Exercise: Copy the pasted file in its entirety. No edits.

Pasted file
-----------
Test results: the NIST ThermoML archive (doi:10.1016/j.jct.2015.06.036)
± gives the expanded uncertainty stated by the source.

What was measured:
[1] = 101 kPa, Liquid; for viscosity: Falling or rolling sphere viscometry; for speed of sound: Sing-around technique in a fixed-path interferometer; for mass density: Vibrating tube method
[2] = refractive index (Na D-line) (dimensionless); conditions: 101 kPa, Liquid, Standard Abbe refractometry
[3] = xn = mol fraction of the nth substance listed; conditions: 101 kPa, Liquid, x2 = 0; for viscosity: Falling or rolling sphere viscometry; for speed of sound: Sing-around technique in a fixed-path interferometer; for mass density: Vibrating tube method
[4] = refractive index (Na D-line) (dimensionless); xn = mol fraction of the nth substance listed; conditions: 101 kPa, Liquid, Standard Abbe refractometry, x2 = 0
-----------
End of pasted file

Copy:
Test results: the NIST ThermoML archive (doi:10.1016/j.jct.2015.06.036)
± gives the expanded uncertainty stated by the source.

What was measured:
[1] = 101 kPa, Liquid; for viscosity: Falling or rolling sphere viscometry; for speed of sound: Sing-around technique in a fixed-path interferometer; for mass density: Vibrating tube method
[2] = refractive index (Na D-line) (dimensionless); conditions: 101 kPa, Liquid, Standard Abbe refractometry
[3] = xn = mol fraction of the nth substance listed; conditions: 101 kPa, Liquid, x2 = 0; for viscosity: Falling or rolling sphere viscometry; for speed of sound: Sing-around technique in a fixed-path interferometer; for mass density: Vibrating tube method
[4] = refractive index (Na D-line) (dimensionless); xn = mol fraction of the nth substance listed; conditions: 101 kPa, Liquid, Standard Abbe refractometry, x2 = 0